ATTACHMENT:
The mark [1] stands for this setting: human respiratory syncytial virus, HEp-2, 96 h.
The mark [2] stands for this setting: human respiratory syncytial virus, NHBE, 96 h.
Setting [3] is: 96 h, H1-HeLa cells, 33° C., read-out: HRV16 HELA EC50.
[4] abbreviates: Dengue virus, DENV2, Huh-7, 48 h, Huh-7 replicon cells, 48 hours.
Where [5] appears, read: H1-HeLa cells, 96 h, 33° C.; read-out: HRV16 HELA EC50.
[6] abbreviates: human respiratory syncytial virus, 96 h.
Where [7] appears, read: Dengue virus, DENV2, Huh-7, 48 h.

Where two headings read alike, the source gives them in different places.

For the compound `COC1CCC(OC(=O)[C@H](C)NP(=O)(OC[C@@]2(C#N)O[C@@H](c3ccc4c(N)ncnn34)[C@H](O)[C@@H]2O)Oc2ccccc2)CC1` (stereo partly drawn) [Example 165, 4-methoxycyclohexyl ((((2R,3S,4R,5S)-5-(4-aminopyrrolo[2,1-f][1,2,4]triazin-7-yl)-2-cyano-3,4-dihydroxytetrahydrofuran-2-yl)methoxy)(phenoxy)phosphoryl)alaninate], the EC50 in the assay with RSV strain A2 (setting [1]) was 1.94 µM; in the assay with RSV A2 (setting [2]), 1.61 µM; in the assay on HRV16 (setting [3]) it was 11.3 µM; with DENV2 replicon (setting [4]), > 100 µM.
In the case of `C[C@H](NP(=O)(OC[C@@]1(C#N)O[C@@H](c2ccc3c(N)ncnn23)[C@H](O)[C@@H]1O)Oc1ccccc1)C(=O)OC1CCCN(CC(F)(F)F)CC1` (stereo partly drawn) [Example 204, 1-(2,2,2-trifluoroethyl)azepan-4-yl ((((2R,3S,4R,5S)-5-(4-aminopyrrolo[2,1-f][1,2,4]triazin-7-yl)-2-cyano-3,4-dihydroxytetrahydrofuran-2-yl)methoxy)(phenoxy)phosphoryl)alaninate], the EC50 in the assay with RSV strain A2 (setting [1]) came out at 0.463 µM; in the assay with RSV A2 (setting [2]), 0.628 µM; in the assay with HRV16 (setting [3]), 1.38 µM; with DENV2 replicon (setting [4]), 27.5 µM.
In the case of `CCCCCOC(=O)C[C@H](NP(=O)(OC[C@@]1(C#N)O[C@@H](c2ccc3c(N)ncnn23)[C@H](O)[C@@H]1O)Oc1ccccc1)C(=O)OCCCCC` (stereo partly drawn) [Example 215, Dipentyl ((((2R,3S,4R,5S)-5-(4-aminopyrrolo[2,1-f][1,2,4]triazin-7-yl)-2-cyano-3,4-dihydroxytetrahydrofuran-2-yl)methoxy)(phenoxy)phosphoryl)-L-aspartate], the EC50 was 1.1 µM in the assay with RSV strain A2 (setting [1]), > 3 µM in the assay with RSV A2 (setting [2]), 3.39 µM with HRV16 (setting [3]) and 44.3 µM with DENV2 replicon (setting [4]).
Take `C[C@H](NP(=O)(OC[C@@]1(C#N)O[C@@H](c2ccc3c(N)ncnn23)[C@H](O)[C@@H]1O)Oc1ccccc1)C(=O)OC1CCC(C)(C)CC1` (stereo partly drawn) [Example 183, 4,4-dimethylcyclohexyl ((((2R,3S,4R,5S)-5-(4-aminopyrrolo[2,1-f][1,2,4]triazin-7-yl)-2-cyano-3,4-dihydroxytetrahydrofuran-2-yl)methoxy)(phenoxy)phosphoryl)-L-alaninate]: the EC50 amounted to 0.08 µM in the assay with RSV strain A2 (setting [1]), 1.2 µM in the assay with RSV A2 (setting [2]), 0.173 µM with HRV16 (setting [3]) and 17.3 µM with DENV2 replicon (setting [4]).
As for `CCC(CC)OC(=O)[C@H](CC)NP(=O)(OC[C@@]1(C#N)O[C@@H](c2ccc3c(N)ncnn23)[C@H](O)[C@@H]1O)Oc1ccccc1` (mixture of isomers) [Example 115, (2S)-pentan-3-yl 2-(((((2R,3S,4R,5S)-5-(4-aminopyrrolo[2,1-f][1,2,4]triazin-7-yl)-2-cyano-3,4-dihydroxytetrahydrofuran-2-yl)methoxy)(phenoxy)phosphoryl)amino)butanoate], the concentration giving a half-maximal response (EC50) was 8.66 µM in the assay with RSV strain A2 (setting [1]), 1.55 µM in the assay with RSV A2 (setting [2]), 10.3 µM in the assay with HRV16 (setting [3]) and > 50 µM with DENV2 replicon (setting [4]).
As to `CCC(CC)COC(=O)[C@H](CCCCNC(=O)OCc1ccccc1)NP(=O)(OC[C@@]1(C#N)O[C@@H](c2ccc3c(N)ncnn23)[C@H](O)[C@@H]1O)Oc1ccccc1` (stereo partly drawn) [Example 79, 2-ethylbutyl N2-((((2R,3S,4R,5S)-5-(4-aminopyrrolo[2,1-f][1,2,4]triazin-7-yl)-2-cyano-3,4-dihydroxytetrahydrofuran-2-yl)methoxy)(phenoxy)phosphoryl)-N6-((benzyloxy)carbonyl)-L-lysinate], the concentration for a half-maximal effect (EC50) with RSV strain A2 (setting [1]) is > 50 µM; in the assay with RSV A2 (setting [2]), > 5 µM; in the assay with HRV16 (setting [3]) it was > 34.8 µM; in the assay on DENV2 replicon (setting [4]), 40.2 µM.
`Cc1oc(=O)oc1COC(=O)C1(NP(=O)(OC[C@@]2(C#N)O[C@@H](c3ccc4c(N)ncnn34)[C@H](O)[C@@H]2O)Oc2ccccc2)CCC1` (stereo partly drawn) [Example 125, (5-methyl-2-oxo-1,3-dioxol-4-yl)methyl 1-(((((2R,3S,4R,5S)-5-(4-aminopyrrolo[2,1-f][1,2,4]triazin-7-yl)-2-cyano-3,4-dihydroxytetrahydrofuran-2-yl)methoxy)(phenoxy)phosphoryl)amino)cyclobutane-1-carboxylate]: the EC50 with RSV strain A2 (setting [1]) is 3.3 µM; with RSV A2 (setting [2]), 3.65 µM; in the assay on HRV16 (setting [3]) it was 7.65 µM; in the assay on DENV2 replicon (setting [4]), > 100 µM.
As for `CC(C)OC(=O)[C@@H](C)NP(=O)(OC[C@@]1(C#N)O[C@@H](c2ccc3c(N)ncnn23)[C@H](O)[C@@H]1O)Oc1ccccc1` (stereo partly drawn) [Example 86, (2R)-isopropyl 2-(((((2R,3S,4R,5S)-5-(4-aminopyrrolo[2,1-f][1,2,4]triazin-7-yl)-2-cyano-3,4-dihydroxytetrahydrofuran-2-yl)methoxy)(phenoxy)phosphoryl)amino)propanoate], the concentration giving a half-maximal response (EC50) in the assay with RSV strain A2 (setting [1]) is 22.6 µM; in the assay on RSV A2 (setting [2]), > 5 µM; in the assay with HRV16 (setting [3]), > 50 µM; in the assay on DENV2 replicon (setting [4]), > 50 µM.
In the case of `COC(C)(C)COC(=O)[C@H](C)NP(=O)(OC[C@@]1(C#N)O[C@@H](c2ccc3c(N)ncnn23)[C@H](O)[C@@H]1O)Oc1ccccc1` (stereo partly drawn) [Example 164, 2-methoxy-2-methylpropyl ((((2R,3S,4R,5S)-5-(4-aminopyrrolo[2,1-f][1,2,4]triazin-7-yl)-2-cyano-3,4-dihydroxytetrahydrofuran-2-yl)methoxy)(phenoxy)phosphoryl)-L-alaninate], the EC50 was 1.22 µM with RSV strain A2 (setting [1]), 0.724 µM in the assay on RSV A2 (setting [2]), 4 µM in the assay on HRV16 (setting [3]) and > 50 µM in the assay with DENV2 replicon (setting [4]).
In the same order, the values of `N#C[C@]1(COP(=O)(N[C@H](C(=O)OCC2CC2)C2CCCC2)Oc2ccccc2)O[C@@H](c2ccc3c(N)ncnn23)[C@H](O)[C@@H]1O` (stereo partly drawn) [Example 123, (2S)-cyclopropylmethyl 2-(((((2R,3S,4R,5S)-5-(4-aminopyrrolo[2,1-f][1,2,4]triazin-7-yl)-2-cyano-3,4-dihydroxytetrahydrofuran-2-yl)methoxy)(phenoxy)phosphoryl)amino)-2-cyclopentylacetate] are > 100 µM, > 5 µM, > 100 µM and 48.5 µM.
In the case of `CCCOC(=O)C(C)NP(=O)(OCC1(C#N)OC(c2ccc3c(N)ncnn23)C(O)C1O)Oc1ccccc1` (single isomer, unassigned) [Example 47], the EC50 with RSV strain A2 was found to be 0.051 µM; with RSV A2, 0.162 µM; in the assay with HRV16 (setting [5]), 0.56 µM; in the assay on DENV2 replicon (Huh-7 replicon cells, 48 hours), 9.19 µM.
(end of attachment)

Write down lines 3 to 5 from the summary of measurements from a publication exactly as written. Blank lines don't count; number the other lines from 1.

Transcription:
Setting [3] is: 96 h, H1-HeLa cells, 33° C., read-out: HRV16 HELA EC50.
[4] abbreviates: Dengue virus, DENV2, Huh-7, 48 h, Huh-7 replicon cells, 48 hours.
Where [5] appears, read: H1-HeLa cells, 96 h, 33° C.; read-out: HRV16 HELA EC50.